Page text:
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What is Exploration?

Your baby puts everything in her mouth. Your toddler drops her cup off the tray of her high chair over and over again. Your preschooler is exploring new ways to climb the furniture. What is going on here? In each case, the child is exploring the world – and in the process, learning how things work.

Exploration is an essential part of how a young child learns to relate to others and to the things around them.

Starting even before birth, babies begin to develop the ability to think, draw conclusions, make predictions, look for explanations, and even conduct experiments to understand

their surroundings.

Exploration is as simple as a baby putting toys into and out of a bowl, a toddler repeating an action after a parent has said “no,” or a preschooler running out of sight. Each is learning by

testing – the world, you, and their own abilities.

Why Exploration Matters

Exploration matters because it establishes a life-long pattern for learning.

Knowledge builds on prior knowledge, so if your child is unable to lay the groundwork for certain skills in early childhood, she will have a much more difficult time with the skill later. For example, if a child fails to learn strategies to calm down when upset, it will be very difficult to do later on.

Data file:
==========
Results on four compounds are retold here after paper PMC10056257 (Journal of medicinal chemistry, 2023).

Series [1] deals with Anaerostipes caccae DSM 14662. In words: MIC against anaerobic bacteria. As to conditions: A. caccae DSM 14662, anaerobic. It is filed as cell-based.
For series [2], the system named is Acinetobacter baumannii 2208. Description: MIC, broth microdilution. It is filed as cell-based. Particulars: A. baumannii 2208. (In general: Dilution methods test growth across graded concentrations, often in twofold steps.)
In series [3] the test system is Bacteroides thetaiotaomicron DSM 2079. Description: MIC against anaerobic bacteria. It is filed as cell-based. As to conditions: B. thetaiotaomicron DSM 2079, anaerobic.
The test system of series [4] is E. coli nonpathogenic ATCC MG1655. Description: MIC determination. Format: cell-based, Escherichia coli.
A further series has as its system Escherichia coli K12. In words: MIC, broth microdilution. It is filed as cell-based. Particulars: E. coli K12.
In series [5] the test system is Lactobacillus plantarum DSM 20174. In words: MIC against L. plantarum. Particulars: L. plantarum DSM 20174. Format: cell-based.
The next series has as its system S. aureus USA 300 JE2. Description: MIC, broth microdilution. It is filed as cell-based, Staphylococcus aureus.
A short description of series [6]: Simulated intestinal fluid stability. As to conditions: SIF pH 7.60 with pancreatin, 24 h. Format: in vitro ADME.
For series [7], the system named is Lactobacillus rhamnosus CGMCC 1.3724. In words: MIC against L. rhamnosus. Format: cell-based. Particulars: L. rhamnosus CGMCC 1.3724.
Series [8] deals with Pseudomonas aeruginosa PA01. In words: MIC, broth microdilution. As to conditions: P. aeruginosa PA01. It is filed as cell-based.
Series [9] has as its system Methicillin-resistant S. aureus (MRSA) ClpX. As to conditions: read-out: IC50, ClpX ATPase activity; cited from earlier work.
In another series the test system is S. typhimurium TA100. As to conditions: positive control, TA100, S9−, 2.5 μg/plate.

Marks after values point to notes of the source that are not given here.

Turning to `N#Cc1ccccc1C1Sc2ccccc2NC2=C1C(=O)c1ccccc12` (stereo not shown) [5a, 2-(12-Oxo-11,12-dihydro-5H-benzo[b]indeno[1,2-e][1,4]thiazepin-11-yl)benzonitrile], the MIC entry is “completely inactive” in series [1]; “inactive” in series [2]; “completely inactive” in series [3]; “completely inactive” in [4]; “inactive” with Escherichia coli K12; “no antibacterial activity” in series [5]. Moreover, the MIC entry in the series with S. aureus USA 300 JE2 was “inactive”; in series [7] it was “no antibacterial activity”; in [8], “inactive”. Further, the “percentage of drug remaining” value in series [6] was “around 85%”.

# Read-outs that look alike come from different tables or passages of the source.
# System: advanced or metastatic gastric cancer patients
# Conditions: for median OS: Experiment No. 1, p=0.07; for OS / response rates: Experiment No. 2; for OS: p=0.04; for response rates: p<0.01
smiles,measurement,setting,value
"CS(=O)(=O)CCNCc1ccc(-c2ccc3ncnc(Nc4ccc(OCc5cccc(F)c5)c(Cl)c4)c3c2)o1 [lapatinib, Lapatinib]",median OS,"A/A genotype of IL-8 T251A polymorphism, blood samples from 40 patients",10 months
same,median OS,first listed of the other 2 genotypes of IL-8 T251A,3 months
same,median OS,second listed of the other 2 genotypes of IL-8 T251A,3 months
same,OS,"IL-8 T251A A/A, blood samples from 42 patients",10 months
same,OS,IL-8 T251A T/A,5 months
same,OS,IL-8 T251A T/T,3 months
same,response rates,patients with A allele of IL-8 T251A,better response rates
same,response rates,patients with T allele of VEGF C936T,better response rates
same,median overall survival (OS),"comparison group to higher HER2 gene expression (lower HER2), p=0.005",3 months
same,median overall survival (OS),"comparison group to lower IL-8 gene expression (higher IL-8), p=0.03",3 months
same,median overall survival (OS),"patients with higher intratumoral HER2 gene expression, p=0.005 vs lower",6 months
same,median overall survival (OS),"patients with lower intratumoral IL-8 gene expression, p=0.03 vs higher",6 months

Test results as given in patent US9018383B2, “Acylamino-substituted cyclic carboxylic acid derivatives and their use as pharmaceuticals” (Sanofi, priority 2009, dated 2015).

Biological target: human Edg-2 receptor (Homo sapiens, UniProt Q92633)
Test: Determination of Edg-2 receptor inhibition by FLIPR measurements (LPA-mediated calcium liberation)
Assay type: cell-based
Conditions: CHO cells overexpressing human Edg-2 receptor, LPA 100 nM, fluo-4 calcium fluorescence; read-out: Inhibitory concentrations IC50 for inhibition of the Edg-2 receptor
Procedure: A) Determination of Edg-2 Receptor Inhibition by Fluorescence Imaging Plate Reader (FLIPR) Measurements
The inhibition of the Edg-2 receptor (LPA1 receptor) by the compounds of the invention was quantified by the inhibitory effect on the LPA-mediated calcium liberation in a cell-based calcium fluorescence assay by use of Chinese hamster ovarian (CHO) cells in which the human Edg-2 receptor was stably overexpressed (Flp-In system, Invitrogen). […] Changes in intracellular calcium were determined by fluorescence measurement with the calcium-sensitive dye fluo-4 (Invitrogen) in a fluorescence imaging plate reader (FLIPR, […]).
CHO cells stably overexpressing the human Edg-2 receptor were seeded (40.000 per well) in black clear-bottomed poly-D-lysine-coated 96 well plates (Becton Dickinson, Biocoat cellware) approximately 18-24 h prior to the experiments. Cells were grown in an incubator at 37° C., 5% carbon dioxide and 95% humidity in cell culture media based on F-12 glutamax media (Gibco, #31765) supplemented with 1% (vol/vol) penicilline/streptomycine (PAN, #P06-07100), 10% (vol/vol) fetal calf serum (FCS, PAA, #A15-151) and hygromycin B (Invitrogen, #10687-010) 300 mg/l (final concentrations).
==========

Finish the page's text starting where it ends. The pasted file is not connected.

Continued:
What Parents Can Do

Think about safety first!

  • Babies and toddlers don’t know what is dangerous and what is safe. Parents and caregivers must make their environment safe for exploration. Baby-proof your child’s environment.

  • Always pay attention, and be ready to warn your child about danger.

Next, think about your child’s view of the world

  • Be patient. Children of all ages learn through exploration, so do your best to remain patient.

  • Find ways to stay interested as your child explores. Research tells us that a parent’s reaction to a baby’s explorations will help determine whether or not he will continue a particular activity. In most situations parents become bored with an exploration activity long before the child does. So try to keep your facial expressions and body language showing interest and excitement.

  • Include your interests in your child’s exploration. Toddlers in particular love to be included. For example, if you love gardening, give your child a small shovel and invite her to work alongside you.

  • Be creative. Give your child new experiences to try. For example, if he loves putting sand in a bucket, encourage him to use water instead. This helps him develop creativity and feel good about trying new things.

  • Slow down! See the world through your child’s eyes and at his pace – you will both enjoy it.

  • Don’t expect perfection – from anyone! Exploration will certainly include challenges for both you and your child. Your child will encounter things he wants to try but cannot, and you will almost certainly be faced with the occasional mess to clean up.

  • Expect some frustration. Remember that your child is testing to learn how the world works; the testing is not an attempt to drive you crazy!

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